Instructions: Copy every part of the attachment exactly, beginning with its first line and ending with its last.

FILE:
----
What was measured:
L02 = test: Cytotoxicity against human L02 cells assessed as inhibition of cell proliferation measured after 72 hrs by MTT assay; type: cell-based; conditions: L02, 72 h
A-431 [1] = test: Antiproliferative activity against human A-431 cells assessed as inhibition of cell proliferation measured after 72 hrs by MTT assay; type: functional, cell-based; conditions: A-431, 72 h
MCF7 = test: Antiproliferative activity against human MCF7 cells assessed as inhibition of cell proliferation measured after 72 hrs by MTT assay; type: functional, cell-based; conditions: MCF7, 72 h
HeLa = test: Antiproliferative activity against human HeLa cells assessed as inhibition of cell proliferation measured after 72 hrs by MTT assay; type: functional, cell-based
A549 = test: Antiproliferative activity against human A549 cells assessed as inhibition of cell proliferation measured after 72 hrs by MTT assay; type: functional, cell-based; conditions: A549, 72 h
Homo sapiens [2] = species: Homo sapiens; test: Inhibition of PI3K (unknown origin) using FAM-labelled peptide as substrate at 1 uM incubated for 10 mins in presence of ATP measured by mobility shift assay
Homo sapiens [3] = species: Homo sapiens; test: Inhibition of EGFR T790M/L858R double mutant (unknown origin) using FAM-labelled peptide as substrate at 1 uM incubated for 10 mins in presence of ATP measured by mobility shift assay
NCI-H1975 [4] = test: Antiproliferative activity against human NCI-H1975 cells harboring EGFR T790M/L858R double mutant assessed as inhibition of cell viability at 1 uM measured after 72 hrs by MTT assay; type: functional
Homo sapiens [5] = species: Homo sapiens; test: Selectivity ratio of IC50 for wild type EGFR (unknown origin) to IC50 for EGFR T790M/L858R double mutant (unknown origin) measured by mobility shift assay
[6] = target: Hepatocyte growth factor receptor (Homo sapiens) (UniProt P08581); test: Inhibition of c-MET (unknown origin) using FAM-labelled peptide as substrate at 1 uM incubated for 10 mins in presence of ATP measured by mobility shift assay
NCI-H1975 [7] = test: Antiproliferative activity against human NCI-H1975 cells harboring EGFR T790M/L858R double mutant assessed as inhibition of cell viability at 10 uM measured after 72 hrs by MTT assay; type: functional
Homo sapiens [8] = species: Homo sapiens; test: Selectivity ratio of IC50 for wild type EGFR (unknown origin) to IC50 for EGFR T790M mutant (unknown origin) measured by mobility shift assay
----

What was measured:
L02 = test: Cytotoxicity against human L02 cells assessed as inhibition of cell proliferation measured after 72 hrs by MTT assay; type: cell-based; conditions: L02, 72 h
A-431 [1] = test: Antiproliferative activity against human A-431 cells assessed as inhibition of cell proliferation measured after 72 hrs by MTT assay; type: functional, cell-based; conditions: A-431, 72 h
MCF7 = test: Antiproliferative activity against human MCF7 cells assessed as inhibition of cell proliferation measured after 72 hrs by MTT assay; type: functional, cell-based; conditions: MCF7, 72 h
HeLa = test: Antiproliferative activity against human HeLa cells assessed as inhibition of cell proliferation measured after 72 hrs by MTT assay; type: functional, cell-based
A549 = test: Antiproliferative activity against human A549 cells assessed as inhibition of cell proliferation measured after 72 hrs by MTT assay; type: functional, cell-based; conditions: A549, 72 h
Homo sapiens [2] = species: Homo sapiens; test: Inhibition of PI3K (unknown origin) using FAM-labelled peptide as substrate at 1 uM incubated for 10 mins in presence of ATP measured by mobility shift assay
Homo sapiens [3] = species: Homo sapiens; test: Inhibition of EGFR T790M/L858R double mutant (unknown origin) using FAM-labelled peptide as substrate at 1 uM incubated for 10 mins in presence of ATP measured by mobility shift assay
NCI-H1975 [4] = test: Antiproliferative activity against human NCI-H1975 cells harboring EGFR T790M/L858R double mutant assessed as inhibition of cell viability at 1 uM measured after 72 hrs by MTT assay; type: functional
Homo sapiens [5] = species: Homo sapiens; test: Selectivity ratio of IC50 for wild type EGFR (unknown origin) to IC50 for EGFR T790M/L858R double mutant (unknown origin) measured by mobility shift assay
[6] = target: Hepatocyte growth factor receptor (Homo sapiens) (UniProt P08581); test: Inhibition of c-MET (unknown origin) using FAM-labelled peptide as substrate at 1 uM incubated for 10 mins in presence of ATP measured by mobility shift assay
NCI-H1975 [7] = test: Antiproliferative activity against human NCI-H1975 cells harboring EGFR T790M/L858R double mutant assessed as inhibition of cell viability at 10 uM measured after 72 hrs by MTT assay; type: functional
Homo sapiens [8] = species: Homo sapiens; test: Selectivity ratio of IC50 for wild type EGFR (unknown origin) to IC50 for EGFR T790M mutant (unknown origin) measured by mobility shift assay